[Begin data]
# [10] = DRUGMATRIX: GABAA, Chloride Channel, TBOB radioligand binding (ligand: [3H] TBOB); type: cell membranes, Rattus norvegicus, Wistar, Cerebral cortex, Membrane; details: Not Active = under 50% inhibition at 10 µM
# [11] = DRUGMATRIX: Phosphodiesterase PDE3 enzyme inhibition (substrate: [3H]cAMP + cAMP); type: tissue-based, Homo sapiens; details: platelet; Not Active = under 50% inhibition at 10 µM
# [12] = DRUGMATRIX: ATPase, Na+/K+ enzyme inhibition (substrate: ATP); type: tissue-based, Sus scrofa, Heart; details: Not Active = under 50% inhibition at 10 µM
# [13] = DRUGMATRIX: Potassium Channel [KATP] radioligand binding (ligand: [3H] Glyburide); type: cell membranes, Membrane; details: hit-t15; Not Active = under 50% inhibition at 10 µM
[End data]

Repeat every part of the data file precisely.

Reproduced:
# [10] = DRUGMATRIX: GABAA, Chloride Channel, TBOB radioligand binding (ligand: [3H] TBOB); type: cell membranes, Rattus norvegicus, Wistar, Cerebral cortex, Membrane; details: Not Active = under 50% inhibition at 10 µM
# [11] = DRUGMATRIX: Phosphodiesterase PDE3 enzyme inhibition (substrate: [3H]cAMP + cAMP); type: tissue-based, Homo sapiens; details: platelet; Not Active = under 50% inhibition at 10 µM
# [12] = DRUGMATRIX: ATPase, Na+/K+ enzyme inhibition (substrate: ATP); type: tissue-based, Sus scrofa, Heart; details: Not Active = under 50% inhibition at 10 µM
# [13] = DRUGMATRIX: Potassium Channel [KATP] radioligand binding (ligand: [3H] Glyburide); type: cell membranes, Membrane; details: hit-t15; Not Active = under 50% inhibition at 10 µM